RANDALL ROBINSON: They have not been told anything. I told her that last night I spoke to senator Dodd's foreign policy person Janice O'Connell called me to say that she had learned from the State Department that he was being taken to the Central African Republic and she had also been told by the State Department that they had refused, that the South Africans had refused asylum. I told her that I didn't believe that that was true because the South African foreign minister - [Noise] Hello?

    AMY GOODMAN: Yes, Randall, Robinson, we hear you.

    RANDALL ROBINSON: Because the South African foreign minister had called me - foreign minister Zuma - from India mid-afternoon on Sunday and she asked how I was doing and I thought I was going to be doing much better and I told her so. And I said because I'm sure that president Aristide has arrived in South Africa. She said no, he hasn't arrived here. We haven't heard anything from him. We don't know where he is and then we became really alarmed. She said there's been no request for asylum. So, you see the State Department is telling an interested public, including members of the congress, that South Africa refused asylum. The State Department knows better. They know that President Aristide was not allowed to request asylum from South Africa or anybody else because he was not allowed to make any phone calls before they left Haiti, during the flight, and beyond.

    AMY GOODMAN: Anything else you would like to add from your conversation with president Aristide on this smuggled phone that he got hold of after many hours incommunicado and now saying he believes he is in the Central African Republic with the first lady of Haiti, Mildred Aristide?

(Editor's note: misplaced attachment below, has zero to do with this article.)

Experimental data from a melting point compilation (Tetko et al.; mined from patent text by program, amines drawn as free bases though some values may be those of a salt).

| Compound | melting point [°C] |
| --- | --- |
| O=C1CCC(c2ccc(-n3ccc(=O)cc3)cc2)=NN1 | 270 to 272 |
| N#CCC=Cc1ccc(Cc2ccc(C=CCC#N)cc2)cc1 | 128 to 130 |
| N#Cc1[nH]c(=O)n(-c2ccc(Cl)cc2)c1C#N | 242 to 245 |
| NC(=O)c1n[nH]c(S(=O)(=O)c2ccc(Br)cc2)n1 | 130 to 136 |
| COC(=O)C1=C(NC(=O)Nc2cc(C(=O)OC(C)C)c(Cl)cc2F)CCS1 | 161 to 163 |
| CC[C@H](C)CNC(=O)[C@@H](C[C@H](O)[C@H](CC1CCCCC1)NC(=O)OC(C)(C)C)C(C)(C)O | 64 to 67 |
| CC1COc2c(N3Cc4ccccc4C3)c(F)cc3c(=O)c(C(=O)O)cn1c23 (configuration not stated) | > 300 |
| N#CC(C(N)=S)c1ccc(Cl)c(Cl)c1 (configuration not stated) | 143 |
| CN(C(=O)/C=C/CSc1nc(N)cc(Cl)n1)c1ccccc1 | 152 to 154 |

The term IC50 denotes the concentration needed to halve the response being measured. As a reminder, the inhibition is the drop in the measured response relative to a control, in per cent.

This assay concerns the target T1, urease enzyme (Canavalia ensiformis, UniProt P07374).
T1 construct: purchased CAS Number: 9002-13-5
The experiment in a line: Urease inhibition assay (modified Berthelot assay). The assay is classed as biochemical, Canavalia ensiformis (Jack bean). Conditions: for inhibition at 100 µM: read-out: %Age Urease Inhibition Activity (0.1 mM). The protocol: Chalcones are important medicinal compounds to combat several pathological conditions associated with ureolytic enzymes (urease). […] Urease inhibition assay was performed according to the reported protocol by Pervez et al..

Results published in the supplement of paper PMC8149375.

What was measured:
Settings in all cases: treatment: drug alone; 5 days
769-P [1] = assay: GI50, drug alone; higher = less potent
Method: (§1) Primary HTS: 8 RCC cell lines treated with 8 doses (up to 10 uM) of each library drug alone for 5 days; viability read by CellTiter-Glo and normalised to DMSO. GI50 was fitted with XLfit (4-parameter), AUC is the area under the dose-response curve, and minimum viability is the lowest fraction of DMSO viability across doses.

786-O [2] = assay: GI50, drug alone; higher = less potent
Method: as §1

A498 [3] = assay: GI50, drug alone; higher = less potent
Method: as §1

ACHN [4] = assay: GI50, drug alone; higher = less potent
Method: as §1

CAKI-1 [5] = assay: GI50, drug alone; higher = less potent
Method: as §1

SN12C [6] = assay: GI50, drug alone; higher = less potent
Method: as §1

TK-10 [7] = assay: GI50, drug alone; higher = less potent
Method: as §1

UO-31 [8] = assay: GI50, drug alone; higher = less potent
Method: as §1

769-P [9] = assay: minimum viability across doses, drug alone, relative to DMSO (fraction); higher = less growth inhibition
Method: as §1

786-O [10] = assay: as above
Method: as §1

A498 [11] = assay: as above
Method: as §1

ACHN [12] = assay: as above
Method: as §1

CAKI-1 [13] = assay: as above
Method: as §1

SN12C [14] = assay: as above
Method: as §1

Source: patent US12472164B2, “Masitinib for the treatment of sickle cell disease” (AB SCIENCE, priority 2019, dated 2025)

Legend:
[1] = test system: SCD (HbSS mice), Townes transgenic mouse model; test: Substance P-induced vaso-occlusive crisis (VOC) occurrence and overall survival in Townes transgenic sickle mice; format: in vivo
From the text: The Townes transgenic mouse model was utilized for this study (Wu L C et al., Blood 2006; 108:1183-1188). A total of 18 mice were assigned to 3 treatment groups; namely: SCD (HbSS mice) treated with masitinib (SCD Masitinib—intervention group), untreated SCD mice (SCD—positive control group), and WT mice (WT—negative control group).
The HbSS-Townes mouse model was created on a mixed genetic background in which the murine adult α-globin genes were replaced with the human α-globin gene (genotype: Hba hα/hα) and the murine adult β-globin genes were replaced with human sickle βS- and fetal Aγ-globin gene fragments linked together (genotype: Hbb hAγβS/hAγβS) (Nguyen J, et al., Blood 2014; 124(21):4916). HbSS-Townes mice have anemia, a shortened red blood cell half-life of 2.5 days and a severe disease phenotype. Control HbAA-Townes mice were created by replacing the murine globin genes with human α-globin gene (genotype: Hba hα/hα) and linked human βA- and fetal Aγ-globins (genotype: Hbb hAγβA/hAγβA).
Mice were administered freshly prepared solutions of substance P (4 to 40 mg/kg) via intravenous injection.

RANDALL ROBINSON: The phrase that he used several times and asked of me to find a way to tell the Haitian people, he said tell the world it's a coup, it's a coup, it's a coup.
  8. by   elkpark
    I never cease to be amazed at how low the Bush administration will stoop.

    Iraq is sitting there, minding its own business, not doing a single thing differently than it's been doing for the last decade or so, and Shrub and the Chickenhawks want to get rid of Hussein (which they've been talking about for the last decade or so ...) -- so they cook up this story about the "grave and gathering threat" Iraq represents to the US, rush off to invade, can't wait for the UN, don't care that most of the rest of the world (including Iraq's neighbors) don't see the need and oppose the invasion, hundreds of US soldiers and thousands of Iraquis dead, thousands of US soldiers maimed and disabled for life, chaos in the streets of Iraq -- all of this because, allegedly, it's so darned important to Shrub that he bring "democracy" to Iraq and the Middle East (wonder which country can look forward to being "democratized" by the US NEXT?) ...